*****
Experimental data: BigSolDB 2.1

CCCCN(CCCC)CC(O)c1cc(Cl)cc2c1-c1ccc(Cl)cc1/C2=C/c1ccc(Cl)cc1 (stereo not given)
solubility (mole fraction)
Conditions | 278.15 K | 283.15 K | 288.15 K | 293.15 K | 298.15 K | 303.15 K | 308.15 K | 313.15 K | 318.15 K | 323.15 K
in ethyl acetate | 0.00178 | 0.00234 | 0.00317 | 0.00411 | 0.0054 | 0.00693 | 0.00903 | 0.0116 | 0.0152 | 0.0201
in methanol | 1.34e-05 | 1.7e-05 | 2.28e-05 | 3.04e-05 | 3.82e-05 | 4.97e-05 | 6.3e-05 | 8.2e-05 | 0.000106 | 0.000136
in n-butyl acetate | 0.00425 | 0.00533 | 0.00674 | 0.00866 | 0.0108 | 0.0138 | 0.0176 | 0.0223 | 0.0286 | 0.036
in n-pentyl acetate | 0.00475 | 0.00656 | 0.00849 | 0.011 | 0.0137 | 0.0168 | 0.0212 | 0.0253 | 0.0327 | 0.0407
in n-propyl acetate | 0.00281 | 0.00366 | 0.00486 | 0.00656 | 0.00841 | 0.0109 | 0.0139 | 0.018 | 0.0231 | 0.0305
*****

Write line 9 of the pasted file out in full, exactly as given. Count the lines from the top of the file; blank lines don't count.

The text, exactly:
in n-propyl acetate | 0.00281 | 0.00366 | 0.00486 | 0.00656 | 0.00841 | 0.0109 | 0.0139 | 0.018 | 0.0231 | 0.0305